The company has opportunities to collect account receivables along with terms of sales, the contract with customer’s signature and establish a procedure how they will pay up. Cash inflow comes from collections on account receivable and cash outflow comes up when the company make payments to the vendors (Brealey-Myers-Allen, 2005). They develop a minimum operating cash balance to absorb unexpected cash inflows and outflows. If Lawrence shortfalls money, the gap can be filled either by borrowing or holding cash reserves (Ross-Westerfield-Jaffe, 2004). A financial manager specifies interest rates, credit limits and reduces borrowing that will work out optimization models. They must understand cash conversion cycle when cash is collected from receivables and when cash is paid to the suppliers. They make negotiations between customers and suppliers to make them happy for future growth.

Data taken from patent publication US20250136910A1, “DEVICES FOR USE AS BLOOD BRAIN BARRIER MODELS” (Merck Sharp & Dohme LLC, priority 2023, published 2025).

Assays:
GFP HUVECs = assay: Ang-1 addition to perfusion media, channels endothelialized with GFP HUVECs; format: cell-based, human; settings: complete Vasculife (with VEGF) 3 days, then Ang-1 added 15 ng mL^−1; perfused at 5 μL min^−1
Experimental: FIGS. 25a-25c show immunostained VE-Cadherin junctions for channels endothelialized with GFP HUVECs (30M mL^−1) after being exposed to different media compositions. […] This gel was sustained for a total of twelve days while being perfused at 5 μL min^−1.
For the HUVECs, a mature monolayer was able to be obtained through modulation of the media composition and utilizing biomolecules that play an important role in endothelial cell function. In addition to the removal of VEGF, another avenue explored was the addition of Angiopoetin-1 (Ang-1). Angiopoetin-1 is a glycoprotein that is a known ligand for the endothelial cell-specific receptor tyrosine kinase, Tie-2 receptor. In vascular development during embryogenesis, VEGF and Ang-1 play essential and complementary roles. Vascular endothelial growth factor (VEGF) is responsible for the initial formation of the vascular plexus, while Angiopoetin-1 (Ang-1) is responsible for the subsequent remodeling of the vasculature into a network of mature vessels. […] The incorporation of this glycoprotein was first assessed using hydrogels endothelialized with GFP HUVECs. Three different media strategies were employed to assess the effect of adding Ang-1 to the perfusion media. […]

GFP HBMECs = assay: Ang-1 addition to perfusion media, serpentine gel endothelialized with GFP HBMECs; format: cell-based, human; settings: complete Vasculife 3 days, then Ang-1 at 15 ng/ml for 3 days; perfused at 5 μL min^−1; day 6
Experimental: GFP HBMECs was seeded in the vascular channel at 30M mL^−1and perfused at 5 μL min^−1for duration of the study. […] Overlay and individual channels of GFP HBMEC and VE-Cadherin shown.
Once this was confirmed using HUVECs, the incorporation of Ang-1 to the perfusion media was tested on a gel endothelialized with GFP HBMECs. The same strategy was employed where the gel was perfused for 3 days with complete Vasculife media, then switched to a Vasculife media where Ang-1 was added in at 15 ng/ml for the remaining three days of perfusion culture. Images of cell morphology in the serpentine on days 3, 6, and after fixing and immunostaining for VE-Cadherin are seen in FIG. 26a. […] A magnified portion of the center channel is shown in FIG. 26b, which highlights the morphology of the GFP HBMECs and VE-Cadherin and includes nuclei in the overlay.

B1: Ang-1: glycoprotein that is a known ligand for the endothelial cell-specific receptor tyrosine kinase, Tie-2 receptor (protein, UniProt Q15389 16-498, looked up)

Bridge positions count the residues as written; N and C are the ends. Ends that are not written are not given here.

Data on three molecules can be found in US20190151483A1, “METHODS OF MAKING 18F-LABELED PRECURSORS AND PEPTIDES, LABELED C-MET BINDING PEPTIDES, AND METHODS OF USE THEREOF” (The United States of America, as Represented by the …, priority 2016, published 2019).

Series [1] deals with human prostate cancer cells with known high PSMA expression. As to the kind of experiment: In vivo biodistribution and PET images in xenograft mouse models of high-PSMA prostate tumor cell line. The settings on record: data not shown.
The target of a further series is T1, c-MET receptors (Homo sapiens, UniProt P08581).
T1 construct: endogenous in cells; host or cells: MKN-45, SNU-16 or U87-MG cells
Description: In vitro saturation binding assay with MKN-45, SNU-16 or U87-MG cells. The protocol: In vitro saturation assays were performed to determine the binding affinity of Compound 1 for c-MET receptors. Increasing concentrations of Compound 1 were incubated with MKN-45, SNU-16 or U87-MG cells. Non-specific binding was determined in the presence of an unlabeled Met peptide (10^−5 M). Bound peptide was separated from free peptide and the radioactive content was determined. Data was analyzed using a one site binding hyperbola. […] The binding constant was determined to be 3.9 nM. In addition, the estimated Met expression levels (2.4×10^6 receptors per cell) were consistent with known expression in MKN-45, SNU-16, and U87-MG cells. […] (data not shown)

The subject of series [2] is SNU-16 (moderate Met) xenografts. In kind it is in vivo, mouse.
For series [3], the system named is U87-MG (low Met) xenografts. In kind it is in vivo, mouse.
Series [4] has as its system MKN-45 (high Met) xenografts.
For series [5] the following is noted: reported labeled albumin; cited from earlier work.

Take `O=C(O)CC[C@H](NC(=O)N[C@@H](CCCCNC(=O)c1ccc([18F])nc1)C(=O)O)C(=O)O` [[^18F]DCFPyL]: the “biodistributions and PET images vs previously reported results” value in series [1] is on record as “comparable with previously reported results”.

Lawrence has to evaluate an alternative credit policy as terms of sale, credit analysis and collection policy that determine the carrying costs associated with grant credit and opportunities costs of the lost sales from refusing to offer credit (Ross-Westerfield-Jaffw, 2004). If it reduces the chance of cash shortfalls or financial distress, hedging is helpful to use. Lawrence can also hedge with forward, future contracts and swaps. Short-term financial decisions differ from long-term decisions such as capital investment and the choice of capital structure. Short-term planning focuses on changes in cash, working capital and forecasts month by month cash requirements or surpluses by developing short-term financing strategies (Brealey-Meyers-Allen, 2005). They should expand its customer base and consider from alternative sources of funding.